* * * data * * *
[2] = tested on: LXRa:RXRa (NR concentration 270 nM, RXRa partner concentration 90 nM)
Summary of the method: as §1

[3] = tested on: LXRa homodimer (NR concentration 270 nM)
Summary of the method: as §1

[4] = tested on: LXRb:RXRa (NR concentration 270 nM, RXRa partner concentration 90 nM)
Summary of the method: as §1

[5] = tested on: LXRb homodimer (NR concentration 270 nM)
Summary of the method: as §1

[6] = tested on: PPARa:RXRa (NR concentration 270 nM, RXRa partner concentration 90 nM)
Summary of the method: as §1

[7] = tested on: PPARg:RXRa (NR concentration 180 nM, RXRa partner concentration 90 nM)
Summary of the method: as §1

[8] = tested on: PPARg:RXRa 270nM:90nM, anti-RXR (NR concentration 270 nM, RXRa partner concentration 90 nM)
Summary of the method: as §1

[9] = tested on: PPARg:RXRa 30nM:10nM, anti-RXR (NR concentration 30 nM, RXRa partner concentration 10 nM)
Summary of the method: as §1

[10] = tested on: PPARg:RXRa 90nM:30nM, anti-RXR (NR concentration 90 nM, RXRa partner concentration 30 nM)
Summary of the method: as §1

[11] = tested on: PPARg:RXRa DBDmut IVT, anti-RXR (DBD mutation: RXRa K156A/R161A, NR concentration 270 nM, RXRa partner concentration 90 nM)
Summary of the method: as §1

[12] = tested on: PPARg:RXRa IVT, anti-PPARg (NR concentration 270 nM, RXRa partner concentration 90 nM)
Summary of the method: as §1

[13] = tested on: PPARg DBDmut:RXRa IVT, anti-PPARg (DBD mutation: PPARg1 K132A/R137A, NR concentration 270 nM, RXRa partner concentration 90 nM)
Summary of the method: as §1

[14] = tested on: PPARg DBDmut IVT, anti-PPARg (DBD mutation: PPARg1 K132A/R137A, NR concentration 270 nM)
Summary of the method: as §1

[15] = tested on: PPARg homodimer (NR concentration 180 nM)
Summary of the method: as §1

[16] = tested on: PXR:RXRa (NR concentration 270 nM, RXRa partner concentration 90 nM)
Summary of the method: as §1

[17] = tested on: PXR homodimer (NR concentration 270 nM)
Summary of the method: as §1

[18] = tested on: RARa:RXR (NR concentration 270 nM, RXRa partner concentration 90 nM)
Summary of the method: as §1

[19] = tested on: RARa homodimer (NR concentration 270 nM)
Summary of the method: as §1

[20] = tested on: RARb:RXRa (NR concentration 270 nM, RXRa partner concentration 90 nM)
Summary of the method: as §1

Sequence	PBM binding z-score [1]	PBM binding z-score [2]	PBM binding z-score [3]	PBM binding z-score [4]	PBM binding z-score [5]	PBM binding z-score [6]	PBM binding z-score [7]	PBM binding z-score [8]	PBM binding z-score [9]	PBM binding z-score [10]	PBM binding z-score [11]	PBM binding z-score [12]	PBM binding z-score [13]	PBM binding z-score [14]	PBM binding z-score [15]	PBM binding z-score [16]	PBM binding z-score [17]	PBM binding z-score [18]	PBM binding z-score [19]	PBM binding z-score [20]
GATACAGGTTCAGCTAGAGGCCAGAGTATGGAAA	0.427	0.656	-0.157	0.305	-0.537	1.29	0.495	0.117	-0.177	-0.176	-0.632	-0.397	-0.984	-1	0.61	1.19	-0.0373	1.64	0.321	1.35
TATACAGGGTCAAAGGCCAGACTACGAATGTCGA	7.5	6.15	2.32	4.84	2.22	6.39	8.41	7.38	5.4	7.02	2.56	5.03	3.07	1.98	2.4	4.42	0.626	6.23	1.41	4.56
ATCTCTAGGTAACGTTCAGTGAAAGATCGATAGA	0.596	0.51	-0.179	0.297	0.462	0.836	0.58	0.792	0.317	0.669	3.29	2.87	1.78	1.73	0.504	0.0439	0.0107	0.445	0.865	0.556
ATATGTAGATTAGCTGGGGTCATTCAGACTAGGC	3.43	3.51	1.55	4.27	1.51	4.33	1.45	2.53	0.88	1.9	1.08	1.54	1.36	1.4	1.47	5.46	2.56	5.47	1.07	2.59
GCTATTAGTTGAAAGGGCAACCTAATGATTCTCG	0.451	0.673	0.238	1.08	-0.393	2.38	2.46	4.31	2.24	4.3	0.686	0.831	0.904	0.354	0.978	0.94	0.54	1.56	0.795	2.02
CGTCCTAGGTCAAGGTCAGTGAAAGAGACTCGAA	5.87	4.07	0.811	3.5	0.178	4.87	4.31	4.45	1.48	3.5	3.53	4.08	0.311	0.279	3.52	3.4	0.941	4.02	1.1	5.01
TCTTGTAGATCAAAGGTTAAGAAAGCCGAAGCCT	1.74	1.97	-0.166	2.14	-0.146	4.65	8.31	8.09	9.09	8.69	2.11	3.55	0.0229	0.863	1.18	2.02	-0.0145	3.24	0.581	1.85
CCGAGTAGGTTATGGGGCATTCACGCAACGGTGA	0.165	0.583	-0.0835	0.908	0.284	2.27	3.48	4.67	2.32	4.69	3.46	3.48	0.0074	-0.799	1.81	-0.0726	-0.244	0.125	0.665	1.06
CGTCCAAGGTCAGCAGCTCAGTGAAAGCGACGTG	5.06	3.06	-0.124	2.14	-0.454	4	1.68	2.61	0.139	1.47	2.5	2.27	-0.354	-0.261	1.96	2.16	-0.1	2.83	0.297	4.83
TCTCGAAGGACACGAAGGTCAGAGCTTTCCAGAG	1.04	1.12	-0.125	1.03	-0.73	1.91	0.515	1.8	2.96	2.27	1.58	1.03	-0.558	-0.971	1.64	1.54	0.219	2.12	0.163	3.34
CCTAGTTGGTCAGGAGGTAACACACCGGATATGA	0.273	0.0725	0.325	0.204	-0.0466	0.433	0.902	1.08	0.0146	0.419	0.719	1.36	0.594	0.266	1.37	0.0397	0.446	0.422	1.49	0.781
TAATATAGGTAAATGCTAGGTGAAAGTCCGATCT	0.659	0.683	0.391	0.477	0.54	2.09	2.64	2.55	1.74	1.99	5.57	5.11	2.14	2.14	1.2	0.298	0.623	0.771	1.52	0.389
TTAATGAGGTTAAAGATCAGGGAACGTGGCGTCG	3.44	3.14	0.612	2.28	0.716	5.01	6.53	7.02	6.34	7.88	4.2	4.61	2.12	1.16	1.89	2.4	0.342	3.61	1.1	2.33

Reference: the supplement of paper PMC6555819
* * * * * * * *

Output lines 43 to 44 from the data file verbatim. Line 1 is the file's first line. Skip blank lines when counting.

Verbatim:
ATATGTAGATTAGCTGGGGTCATTCAGACTAGGC	3.43	3.51	1.55	4.27	1.51	4.33	1.45	2.53	0.88	1.9	1.08	1.54	1.36	1.4	1.47	5.46	2.56	5.47	1.07	2.59
GCTATTAGTTGAAAGGGCAACCTAATGATTCTCG	0.451	0.673	0.238	1.08	-0.393	2.38	2.46	4.31	2.24	4.3	0.686	0.831	0.904	0.354	0.978	0.94	0.54	1.56	0.795	2.02